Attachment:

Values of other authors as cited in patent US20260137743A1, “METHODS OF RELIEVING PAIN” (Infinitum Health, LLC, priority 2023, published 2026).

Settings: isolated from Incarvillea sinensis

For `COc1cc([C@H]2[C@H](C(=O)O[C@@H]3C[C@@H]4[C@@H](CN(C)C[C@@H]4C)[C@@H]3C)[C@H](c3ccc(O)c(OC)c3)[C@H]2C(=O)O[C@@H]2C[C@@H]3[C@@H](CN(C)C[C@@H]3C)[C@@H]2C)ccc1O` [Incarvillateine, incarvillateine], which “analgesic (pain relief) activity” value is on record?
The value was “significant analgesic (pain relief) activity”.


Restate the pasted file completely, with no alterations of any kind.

Values of other authors as cited in patent US20260137743A1, “METHODS OF RELIEVING PAIN” (Infinitum Health, LLC, priority 2023, published 2026).

Settings: isolated from Incarvillea sinensis

For `COc1cc([C@H]2[C@H](C(=O)O[C@@H]3C[C@@H]4[C@@H](CN(C)C[C@@H]4C)[C@@H]3C)[C@H](c3ccc(O)c(OC)c3)[C@H]2C(=O)O[C@@H]2C[C@@H]3[C@@H](CN(C)C[C@@H]3C)[C@@H]2C)ccc1O` [Incarvillateine, incarvillateine], which “analgesic (pain relief) activity” value is on record?
The value was “significant analgesic (pain relief) activity”.